The Belfry WebComics Index

Turbo Defiant

CID:17571 Subscriptions:35
Genres:Action-Adventure, Drama, Fantasy, Horror, Mystery or Noir, Transformation
Description*:A mighty titan from another universe lives, trapped inside the most ordinary kid on earth. Together they must stop a dangerous conspiracy that aims to merge both worlds and unleash havoc and carnage upon the earth.

In English and Spanish.

Originally titled "Turbo Defiant Kimecan".
* Descriptions are user submitted and might not express the views of the admins of this site, or of the comics creators themselves.
Flags:V Graphic Violence
People who read this, also tend to read these:
(35%) i *Lighter Than Heir AL (35%) i *Serin: Fairy Hunter (34%) i My Sister, the Freak (34%) i *Pulse AV (34%) i Newman AV (32%) i Dark Wick ALV (32%) i Magnetic North AL (32%) i *Ryugou ALNV (31%) i Marksmen AV (30%) i Space-Mullet! ALV
Higher percentages are more closely related.
Entry Added:Mon, Jun 7, 2010
Entry Modified:Sun, Feb 9, 2020

Reviews: 1   Average Rating:

05:38pm 08/23/2011
Turbo Defiant Kimecan: As exciting as buttered popcorn.
I’m normally pretty hesitant to start reading webcomics that look professionally designed. To me, it seems that the project will have most of the work go into the presentation, with the story left to suffer. In fact, most of my favorite webcomics started out looking very choppy, but the story was attractive enough to keep me reading. With more professional-grade webcomics, it feels as though the opposite is true: they use attractive art to encourage readers to dive in, which is just cruel when the story is so shallow. In spite of that, I did try to have a hopeful outlook going into Turbo Defiant Kimecan, which only made it worse when it let me down.

The presentation for T.D.K. is really good, better than 99% of the stuff you get on the internet, even better than some things people try to make you pay for. The art is good and character design works well, even if it all is blatantly ripped off from The Big Book of Anime Art Clichés. Then it gets better: the comic uses a very impressive technique in which each panel, even each speech bubble, is given separately upon the reader giving the screen an encouraging click. This provides a double bonus: it firstly adds to the story’s suspense by keeping you from seeing the end of a page until you’ve seen everything leading up to it, preventing the problem I sometimes have with my eyes uncontrollably twitching to the final panel. Secondly, it helps the reader feel immersed into the story, as though the reader is driving the events. Certainly not as interactive as something like a video game, or a choose-your-own-adventure book, but it was enough to pull me in and see the story through. And that’s a big point in its favor, because the blasted story sure as heck didn’t do that.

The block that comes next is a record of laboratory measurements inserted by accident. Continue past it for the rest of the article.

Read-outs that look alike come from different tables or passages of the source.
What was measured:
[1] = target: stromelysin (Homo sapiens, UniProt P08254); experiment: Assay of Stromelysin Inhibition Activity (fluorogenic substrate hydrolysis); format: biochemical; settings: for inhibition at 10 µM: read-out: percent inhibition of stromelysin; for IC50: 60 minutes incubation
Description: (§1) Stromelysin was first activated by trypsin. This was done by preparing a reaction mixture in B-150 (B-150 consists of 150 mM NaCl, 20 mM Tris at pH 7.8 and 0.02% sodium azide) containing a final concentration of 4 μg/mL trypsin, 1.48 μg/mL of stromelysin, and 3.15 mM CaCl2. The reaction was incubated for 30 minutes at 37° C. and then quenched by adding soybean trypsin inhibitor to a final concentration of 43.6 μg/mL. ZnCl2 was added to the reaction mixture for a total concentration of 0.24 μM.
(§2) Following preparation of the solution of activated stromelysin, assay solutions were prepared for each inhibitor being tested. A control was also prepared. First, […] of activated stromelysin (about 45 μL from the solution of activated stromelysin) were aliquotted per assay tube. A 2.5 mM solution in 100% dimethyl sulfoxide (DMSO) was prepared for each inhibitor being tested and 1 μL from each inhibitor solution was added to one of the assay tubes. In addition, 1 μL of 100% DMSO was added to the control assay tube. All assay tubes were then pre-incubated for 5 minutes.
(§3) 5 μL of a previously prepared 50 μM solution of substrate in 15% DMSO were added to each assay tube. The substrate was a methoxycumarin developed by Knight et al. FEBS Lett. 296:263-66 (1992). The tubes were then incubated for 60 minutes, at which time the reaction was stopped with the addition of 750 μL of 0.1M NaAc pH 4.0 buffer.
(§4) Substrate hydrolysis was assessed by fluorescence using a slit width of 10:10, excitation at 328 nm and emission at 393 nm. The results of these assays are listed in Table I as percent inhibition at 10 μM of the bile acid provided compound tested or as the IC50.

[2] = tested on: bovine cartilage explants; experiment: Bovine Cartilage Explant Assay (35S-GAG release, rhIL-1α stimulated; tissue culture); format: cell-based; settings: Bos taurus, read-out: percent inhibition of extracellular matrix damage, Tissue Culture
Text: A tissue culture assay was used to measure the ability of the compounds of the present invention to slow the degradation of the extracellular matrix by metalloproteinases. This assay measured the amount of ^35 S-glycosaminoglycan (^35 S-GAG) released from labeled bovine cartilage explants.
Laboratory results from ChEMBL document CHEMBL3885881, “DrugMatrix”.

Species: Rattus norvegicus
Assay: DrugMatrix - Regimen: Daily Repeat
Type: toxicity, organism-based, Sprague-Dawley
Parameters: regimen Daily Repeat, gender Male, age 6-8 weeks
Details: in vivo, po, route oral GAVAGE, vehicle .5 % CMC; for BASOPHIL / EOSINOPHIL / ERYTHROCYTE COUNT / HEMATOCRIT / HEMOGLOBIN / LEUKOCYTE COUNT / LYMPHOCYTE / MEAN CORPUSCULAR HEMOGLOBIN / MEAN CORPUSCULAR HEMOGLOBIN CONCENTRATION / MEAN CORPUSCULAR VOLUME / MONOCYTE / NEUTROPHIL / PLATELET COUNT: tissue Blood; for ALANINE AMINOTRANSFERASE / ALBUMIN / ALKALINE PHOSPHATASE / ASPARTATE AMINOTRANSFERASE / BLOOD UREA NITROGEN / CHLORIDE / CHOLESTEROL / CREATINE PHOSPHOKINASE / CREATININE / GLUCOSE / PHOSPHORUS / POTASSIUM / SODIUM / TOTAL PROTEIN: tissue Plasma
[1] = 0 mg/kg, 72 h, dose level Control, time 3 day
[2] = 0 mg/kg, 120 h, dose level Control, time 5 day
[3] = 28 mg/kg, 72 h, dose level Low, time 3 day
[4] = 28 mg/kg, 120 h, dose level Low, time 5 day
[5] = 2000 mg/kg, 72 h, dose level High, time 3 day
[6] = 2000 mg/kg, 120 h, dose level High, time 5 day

I came into the story of T.D.K. knowing nothing about the comic or the plot. I’m not sure how it’s possible, but I somehow know even less about the comic now that I’ve read it. The story keeps hinting that there are bigger forces going on here, the people we’re watching are just part of a grand mix of powers that operate beneath the watch of normal humanity, but none of it is ever explained. To make it clear, here are a few questions I had that I thought would be answered, just in the first story arc: Who are the main trio of heroes? What’s so special about this seemingly normal if horribly unlikable boy? Why does he keep crossing over into this “dream world” wearing a cat suit? What exactly is a “Defiant?”

Please note that by “arc” I am referring to the strips between the beginning of the story and the time the boy joins with the heroes. It was not a short arc. And yet, none of these questions are answered. The boy was apparently special because of some latent power within him, which might have been given to him to compensate for having been born without a personality. The villains took him as the main ingredient in a summoning ritual to summon I Don’t Know What in order that they may do…Something, Take Over The World Maybe? It’s never explained. And when the heroes pop in to save the idiot kid, I kid you not, one of them attempts to arrest the villains in a very civilized way. No gun, no clue what organization he represents, and let me inform you here that the villains are all eldritch demons. Amidst a flurry of emotions, I find the word “Seriously?” fall out of my mouth.

However, lest you accuse me of being too thick to really understand TDK, allow me to compare it to another webcomic: Gunnerkrigg Court. Both comics like to keep details under the hood, revealing a mystery but keeping the details secret. However, G.C. is superior to T.D.K, for the following reason: in G.C., the plot centers around the lives of the main characters, focusing on their struggles and development. Because of the round, likable characters, G.C. can be forgiven for going so long without explaining this or that mystery. T.D.K.’s characters are peripheral to the incomprehensible conflict between the demons of uncertain motive and the superheroes of unknown affiliation, so it can not. Also, as I may have mentioned, the most important character in T.D.K. is unlikable, bland, and not worth the attention several forces in the universe are giving him, and certainly not worth mine.

I got up to date with the archives at the Ouija Board scene, which was setting the stage for yet another mysterious faceless evil entity…or maybe just giving a name to the same one, I don’t know. I couldn’t even be sure if any of the demon-things died in the final battle. To put a cap on this all, this webcomic is like a bucket of buttered popcorn: it’s presented extremely well, it’s tasty enough on its own and you can read through it in big bites, but once you’re done, you’re going to feel empty and dissatisfied, and will probably have a few kernels jammed between your teeth.
eXTReMe Tracker
Belfry Webworks